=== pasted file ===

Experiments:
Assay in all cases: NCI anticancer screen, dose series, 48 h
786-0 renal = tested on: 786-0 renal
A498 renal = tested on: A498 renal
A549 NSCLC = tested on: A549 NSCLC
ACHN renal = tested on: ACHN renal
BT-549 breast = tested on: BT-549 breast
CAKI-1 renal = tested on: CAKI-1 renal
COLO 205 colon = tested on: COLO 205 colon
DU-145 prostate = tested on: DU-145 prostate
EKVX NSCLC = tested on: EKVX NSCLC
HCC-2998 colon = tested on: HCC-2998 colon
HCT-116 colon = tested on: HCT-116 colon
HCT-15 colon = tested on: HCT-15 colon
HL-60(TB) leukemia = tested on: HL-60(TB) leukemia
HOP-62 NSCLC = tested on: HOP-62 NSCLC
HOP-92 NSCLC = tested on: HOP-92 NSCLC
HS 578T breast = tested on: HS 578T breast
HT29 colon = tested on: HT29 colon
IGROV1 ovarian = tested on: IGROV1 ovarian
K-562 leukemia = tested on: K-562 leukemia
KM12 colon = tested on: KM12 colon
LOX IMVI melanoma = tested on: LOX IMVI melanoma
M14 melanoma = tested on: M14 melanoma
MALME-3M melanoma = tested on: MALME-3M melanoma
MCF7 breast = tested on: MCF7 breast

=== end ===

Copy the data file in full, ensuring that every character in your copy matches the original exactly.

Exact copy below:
Experiments:
Assay in all cases: NCI anticancer screen, dose series, 48 h
786-0 renal = tested on: 786-0 renal
A498 renal = tested on: A498 renal
A549 NSCLC = tested on: A549 NSCLC
ACHN renal = tested on: ACHN renal
BT-549 breast = tested on: BT-549 breast
CAKI-1 renal = tested on: CAKI-1 renal
COLO 205 colon = tested on: COLO 205 colon
DU-145 prostate = tested on: DU-145 prostate
EKVX NSCLC = tested on: EKVX NSCLC
HCC-2998 colon = tested on: HCC-2998 colon
HCT-116 colon = tested on: HCT-116 colon
HCT-15 colon = tested on: HCT-15 colon
HL-60(TB) leukemia = tested on: HL-60(TB) leukemia
HOP-62 NSCLC = tested on: HOP-62 NSCLC
HOP-92 NSCLC = tested on: HOP-92 NSCLC
HS 578T breast = tested on: HS 578T breast
HT29 colon = tested on: HT29 colon
IGROV1 ovarian = tested on: IGROV1 ovarian
K-562 leukemia = tested on: K-562 leukemia
KM12 colon = tested on: KM12 colon
LOX IMVI melanoma = tested on: LOX IMVI melanoma
M14 melanoma = tested on: M14 melanoma
MALME-3M melanoma = tested on: MALME-3M melanoma
MCF7 breast = tested on: MCF7 breast